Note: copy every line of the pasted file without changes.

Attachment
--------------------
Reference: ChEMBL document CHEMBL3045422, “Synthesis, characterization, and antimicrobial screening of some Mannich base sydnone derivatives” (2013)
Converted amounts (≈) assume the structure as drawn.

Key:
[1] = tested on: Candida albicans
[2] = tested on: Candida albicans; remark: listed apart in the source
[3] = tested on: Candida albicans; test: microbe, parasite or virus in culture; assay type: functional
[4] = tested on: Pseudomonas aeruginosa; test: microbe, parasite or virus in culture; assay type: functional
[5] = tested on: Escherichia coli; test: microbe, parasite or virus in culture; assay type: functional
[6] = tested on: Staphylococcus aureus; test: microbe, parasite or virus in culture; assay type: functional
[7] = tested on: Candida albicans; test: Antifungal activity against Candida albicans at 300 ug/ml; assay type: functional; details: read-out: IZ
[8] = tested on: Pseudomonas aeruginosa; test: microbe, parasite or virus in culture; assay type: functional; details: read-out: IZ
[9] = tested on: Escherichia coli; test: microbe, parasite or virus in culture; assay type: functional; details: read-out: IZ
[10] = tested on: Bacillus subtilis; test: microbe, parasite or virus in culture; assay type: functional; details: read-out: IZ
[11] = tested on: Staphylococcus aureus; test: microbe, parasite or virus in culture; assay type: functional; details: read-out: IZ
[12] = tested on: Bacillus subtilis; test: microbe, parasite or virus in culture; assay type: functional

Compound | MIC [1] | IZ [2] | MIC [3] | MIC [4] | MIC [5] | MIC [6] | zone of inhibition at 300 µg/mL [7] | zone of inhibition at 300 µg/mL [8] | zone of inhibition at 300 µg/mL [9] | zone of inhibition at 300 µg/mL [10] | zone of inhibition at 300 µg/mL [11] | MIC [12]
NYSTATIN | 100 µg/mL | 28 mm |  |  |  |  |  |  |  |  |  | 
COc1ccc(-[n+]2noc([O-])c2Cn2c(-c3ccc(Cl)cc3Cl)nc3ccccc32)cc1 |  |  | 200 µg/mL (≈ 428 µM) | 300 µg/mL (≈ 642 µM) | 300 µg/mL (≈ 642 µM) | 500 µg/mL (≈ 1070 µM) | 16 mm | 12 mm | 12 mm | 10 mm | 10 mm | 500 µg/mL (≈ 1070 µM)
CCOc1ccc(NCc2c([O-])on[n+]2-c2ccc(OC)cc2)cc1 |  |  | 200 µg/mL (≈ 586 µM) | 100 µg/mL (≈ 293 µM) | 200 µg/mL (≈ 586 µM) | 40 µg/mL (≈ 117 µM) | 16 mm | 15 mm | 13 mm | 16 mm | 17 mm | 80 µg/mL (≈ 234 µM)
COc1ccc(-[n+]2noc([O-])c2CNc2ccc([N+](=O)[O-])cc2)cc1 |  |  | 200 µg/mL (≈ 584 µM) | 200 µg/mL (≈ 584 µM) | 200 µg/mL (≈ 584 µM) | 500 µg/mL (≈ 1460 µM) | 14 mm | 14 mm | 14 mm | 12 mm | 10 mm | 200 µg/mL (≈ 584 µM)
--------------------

Reference: ChEMBL document CHEMBL3045422, “Synthesis, characterization, and antimicrobial screening of some Mannich base sydnone derivatives” (2013)
Converted amounts (≈) assume the structure as drawn.

Key:
[1] = tested on: Candida albicans
[2] = tested on: Candida albicans; remark: listed apart in the source
[3] = tested on: Candida albicans; test: microbe, parasite or virus in culture; assay type: functional
[4] = tested on: Pseudomonas aeruginosa; test: microbe, parasite or virus in culture; assay type: functional
[5] = tested on: Escherichia coli; test: microbe, parasite or virus in culture; assay type: functional
[6] = tested on: Staphylococcus aureus; test: microbe, parasite or virus in culture; assay type: functional
[7] = tested on: Candida albicans; test: Antifungal activity against Candida albicans at 300 ug/ml; assay type: functional; details: read-out: IZ
[8] = tested on: Pseudomonas aeruginosa; test: microbe, parasite or virus in culture; assay type: functional; details: read-out: IZ
[9] = tested on: Escherichia coli; test: microbe, parasite or virus in culture; assay type: functional; details: read-out: IZ
[10] = tested on: Bacillus subtilis; test: microbe, parasite or virus in culture; assay type: functional; details: read-out: IZ
[11] = tested on: Staphylococcus aureus; test: microbe, parasite or virus in culture; assay type: functional; details: read-out: IZ
[12] = tested on: Bacillus subtilis; test: microbe, parasite or virus in culture; assay type: functional

Compound | MIC [1] | IZ [2] | MIC [3] | MIC [4] | MIC [5] | MIC [6] | zone of inhibition at 300 µg/mL [7] | zone of inhibition at 300 µg/mL [8] | zone of inhibition at 300 µg/mL [9] | zone of inhibition at 300 µg/mL [10] | zone of inhibition at 300 µg/mL [11] | MIC [12]
NYSTATIN | 100 µg/mL | 28 mm |  |  |  |  |  |  |  |  |  | 
COc1ccc(-[n+]2noc([O-])c2Cn2c(-c3ccc(Cl)cc3Cl)nc3ccccc32)cc1 |  |  | 200 µg/mL (≈ 428 µM) | 300 µg/mL (≈ 642 µM) | 300 µg/mL (≈ 642 µM) | 500 µg/mL (≈ 1070 µM) | 16 mm | 12 mm | 12 mm | 10 mm | 10 mm | 500 µg/mL (≈ 1070 µM)
CCOc1ccc(NCc2c([O-])on[n+]2-c2ccc(OC)cc2)cc1 |  |  | 200 µg/mL (≈ 586 µM) | 100 µg/mL (≈ 293 µM) | 200 µg/mL (≈ 586 µM) | 40 µg/mL (≈ 117 µM) | 16 mm | 15 mm | 13 mm | 16 mm | 17 mm | 80 µg/mL (≈ 234 µM)
COc1ccc(-[n+]2noc([O-])c2CNc2ccc([N+](=O)[O-])cc2)cc1 |  |  | 200 µg/mL (≈ 584 µM) | 200 µg/mL (≈ 584 µM) | 200 µg/mL (≈ 584 µM) | 500 µg/mL (≈ 1460 µM) | 14 mm | 14 mm | 14 mm | 12 mm | 10 mm | 200 µg/mL (≈ 584 µM)